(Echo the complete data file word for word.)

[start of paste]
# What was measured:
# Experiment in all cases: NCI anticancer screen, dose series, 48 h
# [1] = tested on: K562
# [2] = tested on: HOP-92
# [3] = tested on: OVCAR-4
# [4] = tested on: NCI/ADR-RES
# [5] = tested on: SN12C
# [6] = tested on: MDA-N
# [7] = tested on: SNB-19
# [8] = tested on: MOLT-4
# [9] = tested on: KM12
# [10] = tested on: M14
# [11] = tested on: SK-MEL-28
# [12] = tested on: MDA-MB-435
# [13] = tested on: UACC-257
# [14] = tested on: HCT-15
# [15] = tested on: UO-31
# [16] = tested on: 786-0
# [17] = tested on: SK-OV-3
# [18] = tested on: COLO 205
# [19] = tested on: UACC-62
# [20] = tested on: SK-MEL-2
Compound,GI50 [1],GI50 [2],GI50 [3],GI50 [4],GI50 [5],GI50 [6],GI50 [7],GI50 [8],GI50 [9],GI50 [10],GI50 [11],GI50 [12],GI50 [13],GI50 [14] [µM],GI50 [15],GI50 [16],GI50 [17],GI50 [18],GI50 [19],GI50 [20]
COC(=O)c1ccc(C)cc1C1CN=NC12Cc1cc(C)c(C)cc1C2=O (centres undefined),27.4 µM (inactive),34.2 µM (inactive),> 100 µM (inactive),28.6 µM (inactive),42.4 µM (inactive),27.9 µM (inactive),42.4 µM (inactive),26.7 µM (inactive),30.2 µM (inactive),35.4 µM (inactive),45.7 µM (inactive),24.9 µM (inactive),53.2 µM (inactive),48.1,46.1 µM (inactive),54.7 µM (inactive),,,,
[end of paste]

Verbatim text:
# What was measured:
# Experiment in all cases: NCI anticancer screen, dose series, 48 h
# [1] = tested on: K562
# [2] = tested on: HOP-92
# [3] = tested on: OVCAR-4
# [4] = tested on: NCI/ADR-RES
# [5] = tested on: SN12C
# [6] = tested on: MDA-N
# [7] = tested on: SNB-19
# [8] = tested on: MOLT-4
# [9] = tested on: KM12
# [10] = tested on: M14
# [11] = tested on: SK-MEL-28
# [12] = tested on: MDA-MB-435
# [13] = tested on: UACC-257
# [14] = tested on: HCT-15
# [15] = tested on: UO-31
# [16] = tested on: 786-0
# [17] = tested on: SK-OV-3
# [18] = tested on: COLO 205
# [19] = tested on: UACC-62
# [20] = tested on: SK-MEL-2
Compound,GI50 [1],GI50 [2],GI50 [3],GI50 [4],GI50 [5],GI50 [6],GI50 [7],GI50 [8],GI50 [9],GI50 [10],GI50 [11],GI50 [12],GI50 [13],GI50 [14] [µM],GI50 [15],GI50 [16],GI50 [17],GI50 [18],GI50 [19],GI50 [20]
COC(=O)c1ccc(C)cc1C1CN=NC12Cc1cc(C)c(C)cc1C2=O (centres undefined),27.4 µM (inactive),34.2 µM (inactive),> 100 µM (inactive),28.6 µM (inactive),42.4 µM (inactive),27.9 µM (inactive),42.4 µM (inactive),26.7 µM (inactive),30.2 µM (inactive),35.4 µM (inactive),45.7 µM (inactive),24.9 µM (inactive),53.2 µM (inactive),48.1,46.1 µM (inactive),54.7 µM (inactive),,,,